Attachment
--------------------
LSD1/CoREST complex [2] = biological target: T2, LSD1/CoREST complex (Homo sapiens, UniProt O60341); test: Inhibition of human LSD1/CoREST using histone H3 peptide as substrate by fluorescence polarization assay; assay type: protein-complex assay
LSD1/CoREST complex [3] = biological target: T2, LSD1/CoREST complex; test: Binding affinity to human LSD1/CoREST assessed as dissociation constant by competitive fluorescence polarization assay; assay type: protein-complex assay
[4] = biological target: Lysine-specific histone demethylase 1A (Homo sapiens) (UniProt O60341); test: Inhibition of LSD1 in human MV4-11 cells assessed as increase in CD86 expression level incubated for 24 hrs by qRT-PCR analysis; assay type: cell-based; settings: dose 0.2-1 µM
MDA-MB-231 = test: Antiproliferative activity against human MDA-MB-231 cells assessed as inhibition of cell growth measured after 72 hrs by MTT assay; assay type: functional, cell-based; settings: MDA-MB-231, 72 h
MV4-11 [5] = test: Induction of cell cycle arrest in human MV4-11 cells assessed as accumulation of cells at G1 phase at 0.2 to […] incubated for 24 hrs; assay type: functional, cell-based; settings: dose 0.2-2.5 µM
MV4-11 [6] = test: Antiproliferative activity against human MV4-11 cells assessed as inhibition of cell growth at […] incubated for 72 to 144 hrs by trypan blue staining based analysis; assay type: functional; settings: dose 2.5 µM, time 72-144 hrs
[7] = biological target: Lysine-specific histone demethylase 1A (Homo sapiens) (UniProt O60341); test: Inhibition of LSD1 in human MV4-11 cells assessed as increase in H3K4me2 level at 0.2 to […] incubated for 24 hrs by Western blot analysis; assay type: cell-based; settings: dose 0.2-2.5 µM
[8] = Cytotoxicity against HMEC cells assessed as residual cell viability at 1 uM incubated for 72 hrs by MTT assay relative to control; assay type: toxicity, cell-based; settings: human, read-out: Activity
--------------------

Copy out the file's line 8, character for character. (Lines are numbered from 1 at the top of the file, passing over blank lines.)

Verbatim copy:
[8] = Cytotoxicity against HMEC cells assessed as residual cell viability at 1 uM incubated for 72 hrs by MTT assay relative to control; assay type: toxicity, cell-based; settings: human, read-out: Activity